CD40L is a type II membrane polypeptide having an extracellular region at its C- terminus, a transmembrane region and an intracellular region at its N-terminus. Soluble CD40L comprises an extracellular region of CD40L (amino acid 47 to amino acid 261 of human CD40L) or a fragment thereof. CD40L biological activity is mediated by binding of the extracellular region of CD40L with CD40, and inclues B cell proliferation and induction of antibody secretion (including IgE secretion). Soluble, oligomeric CD40L has been shown to induce production of the chemokines MIP-la, MIP-lß and RANTES from monocytes/macrophages.

Accordingly, CD40L (and other CD40-binding proteins that bind CD40 and trigger secretion of these chemokines) may act to reduce the susceptibility of cells to HIV infection by stimulating the production of chemokines that bind to CCR5, and thereby

prevent HIV from using the CCR5 as a co-receptor. However, prior to the instant invention, it was not known that CD40 binding proteins such as CD40L could down regulate CCR5 expression, and render macrophages not permissive for HIV infection.

SUMMARY OF THE INVENTION A recombinant, soluble form of CD40L causes monocytes to down-regulate surface expression of CCR5, and induces expression of the chemokines MIP-la, MIP-lß and RANTES. CD40L-stimulated monocyte-derived macrophages are not permissive for FIV-1 infection, possibly to down regulation of CCR5, and/or a post-entry block of viral replication. Blood monocytes contacte with CD40L are less likely to become infecte with macrophage-tropic virus and may protect bystander cells by producing chemokines that antagonize macrophage-tropic FIV-1 replication in monocytes as well as T cells.

The present invention relates to a method of reducing the susceptibility of a cell to HIV infection, comprising contacting the cell with an amount of a CD40 binding protein effective to down-regulate CCR5 expression by the cell, or to render the cell non- permissive for HIV infection. CD40 binding proteins are pharmaceutical compositions capable of binding CD40 and transducing a biological signal. CD40 binding proteins are selected from the group consisting of CD40 ligand, monoclonal antibodies that specifically bind CD40, and combinations thereof.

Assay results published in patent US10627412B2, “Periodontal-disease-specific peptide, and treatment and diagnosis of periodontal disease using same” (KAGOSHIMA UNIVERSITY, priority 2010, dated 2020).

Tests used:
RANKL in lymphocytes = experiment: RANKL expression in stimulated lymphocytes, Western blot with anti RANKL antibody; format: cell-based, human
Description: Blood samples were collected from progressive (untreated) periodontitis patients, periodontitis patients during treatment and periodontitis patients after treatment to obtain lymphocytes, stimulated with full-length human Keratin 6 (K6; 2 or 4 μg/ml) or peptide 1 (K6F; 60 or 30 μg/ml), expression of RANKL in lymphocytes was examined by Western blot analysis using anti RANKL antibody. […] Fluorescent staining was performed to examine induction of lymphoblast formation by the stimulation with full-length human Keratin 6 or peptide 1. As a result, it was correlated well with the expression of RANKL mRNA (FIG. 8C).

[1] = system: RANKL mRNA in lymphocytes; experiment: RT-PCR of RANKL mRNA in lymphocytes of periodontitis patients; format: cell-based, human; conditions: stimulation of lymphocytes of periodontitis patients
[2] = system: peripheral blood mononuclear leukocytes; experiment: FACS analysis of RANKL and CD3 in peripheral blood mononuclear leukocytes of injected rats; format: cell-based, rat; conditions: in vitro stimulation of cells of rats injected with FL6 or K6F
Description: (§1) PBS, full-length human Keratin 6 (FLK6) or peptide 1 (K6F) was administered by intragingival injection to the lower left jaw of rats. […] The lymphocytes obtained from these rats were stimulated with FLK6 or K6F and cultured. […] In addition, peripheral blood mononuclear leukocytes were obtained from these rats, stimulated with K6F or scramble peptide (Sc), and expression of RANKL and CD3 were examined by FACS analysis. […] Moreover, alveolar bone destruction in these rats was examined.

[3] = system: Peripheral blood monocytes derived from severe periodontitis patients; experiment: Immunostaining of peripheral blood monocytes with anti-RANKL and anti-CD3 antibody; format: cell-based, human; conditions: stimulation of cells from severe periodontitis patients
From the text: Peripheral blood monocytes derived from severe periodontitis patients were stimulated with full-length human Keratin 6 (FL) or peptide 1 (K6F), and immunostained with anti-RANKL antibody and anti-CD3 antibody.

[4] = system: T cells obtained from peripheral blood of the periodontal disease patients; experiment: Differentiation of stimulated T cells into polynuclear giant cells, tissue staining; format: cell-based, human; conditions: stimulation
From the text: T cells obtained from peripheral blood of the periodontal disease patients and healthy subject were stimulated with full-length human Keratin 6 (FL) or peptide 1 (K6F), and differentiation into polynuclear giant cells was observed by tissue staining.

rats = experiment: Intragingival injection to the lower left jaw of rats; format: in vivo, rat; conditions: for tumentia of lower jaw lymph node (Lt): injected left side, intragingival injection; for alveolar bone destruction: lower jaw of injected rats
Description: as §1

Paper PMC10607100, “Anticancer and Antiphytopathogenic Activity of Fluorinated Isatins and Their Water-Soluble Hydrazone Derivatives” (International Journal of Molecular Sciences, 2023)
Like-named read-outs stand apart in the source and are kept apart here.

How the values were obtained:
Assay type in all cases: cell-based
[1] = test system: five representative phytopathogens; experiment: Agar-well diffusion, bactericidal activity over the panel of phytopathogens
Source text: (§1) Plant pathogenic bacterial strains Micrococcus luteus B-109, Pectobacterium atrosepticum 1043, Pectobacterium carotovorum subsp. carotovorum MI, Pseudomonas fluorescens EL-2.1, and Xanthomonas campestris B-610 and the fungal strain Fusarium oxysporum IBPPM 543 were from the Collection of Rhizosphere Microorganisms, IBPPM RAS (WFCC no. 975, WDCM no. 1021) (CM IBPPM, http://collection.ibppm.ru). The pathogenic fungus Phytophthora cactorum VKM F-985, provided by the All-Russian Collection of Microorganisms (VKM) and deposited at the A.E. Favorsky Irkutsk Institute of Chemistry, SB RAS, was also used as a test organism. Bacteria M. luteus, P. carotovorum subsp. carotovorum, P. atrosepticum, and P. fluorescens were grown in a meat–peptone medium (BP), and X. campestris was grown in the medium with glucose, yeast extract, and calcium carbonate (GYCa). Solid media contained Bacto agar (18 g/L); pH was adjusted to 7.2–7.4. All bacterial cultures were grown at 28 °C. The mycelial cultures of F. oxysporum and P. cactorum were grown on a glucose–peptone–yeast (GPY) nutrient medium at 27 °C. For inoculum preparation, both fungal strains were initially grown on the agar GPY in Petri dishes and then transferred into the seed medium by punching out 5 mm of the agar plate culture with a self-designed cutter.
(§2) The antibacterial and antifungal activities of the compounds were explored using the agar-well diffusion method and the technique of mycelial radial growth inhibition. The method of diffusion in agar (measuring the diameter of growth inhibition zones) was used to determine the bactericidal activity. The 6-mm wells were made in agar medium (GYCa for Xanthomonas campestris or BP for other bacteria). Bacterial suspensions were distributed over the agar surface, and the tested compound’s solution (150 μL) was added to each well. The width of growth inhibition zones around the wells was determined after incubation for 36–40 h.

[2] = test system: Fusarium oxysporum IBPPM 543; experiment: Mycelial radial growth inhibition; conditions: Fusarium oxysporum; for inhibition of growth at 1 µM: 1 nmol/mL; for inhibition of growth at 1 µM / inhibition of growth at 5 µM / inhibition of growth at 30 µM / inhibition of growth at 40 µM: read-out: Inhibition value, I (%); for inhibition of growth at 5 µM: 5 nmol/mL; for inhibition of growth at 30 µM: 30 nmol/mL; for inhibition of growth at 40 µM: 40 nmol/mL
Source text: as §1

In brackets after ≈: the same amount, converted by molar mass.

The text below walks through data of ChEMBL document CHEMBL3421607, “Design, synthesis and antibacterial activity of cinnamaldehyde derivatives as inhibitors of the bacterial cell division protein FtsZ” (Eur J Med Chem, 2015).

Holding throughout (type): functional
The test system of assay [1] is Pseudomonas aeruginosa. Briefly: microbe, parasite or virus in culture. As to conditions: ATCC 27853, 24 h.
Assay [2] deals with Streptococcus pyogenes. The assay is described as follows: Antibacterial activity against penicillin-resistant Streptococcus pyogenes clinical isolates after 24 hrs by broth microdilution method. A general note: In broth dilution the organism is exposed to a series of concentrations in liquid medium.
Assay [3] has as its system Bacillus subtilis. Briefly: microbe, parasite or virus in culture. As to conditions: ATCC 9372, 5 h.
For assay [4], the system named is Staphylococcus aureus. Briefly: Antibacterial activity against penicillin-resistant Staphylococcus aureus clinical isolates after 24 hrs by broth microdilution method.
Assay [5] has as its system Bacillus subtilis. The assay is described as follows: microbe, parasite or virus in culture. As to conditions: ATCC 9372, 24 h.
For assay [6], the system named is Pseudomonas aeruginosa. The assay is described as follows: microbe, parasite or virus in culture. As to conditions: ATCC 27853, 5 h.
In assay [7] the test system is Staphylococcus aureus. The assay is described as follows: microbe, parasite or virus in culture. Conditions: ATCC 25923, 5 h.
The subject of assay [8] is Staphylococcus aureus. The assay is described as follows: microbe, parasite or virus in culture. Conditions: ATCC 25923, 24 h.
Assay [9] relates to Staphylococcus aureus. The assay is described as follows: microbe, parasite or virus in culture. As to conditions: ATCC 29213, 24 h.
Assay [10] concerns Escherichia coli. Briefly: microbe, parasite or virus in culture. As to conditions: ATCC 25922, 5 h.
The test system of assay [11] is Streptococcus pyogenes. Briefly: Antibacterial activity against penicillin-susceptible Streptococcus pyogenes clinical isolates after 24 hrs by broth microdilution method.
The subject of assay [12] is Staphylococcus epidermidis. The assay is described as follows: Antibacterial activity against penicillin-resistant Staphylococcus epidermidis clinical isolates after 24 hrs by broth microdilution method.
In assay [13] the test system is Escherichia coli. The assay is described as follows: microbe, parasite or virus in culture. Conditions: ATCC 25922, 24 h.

BRIEF DESCRIPTION OF THE DRAWINGS Figure 1 presents results that indicate that CD40L, alone or in combination with GM-CSF, induces production of various chemokines by monocytes.

Figure 2 presents results that indicate that CD40L inhibits the replication of a JRFL pseudotyped retrovirus.

DETAILED DESCRIPTION OF THE INVENTION The present invention relates to a method of reducing the susceptibility of a cell to HIV infection, comprising contacting the cell with a CD40 binding protein that is capable of binding CD40 and transmitting a biological signal to a CD40-expressing cell. The binding of the CD40 binding protein causes the down-regulation of CCR5, a chemokine

receptor, which decreases the amount of CCR5 available to act as a co-receptor for HIV entry into the cell. Alternatively, or in addition to this effect, CD40 binding proteins may cause a post-entry block of HIV replication. CD40 binding proteins will also stimulate the cells to secrete chemokines, which may protect bystander cells from HIV infection by antagonizing the use of chemokine receptors as viral co-receptors.

The findings described herein also provide data to enable a method of reducing the susceptibility of an individual to HIV infection, by administering a pharmaceutical composition comprising a substance with CD40 binding protein activity to the individual.